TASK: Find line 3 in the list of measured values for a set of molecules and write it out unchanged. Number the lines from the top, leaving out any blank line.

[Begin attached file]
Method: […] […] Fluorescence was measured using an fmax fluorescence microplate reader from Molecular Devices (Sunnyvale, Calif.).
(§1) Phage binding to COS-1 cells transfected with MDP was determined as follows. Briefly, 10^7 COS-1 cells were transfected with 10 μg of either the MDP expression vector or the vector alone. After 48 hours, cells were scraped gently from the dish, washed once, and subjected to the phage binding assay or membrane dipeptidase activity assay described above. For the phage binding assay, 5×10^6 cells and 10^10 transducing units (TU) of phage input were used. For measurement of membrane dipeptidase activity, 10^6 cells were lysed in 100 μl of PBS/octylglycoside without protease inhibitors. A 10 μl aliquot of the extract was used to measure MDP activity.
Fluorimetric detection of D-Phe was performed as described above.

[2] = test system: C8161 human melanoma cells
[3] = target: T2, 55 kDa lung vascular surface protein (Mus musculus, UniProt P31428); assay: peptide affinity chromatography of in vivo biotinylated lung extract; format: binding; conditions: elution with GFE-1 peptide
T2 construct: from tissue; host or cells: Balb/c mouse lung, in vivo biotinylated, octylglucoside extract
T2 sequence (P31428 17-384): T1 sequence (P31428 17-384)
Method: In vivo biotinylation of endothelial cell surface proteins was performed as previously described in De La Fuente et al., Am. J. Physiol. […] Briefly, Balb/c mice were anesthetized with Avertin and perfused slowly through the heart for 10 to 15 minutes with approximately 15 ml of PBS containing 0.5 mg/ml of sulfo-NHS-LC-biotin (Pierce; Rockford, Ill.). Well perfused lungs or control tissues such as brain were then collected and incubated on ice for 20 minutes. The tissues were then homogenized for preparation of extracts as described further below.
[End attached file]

Fluorimetric detection of D-Phe was performed as described above.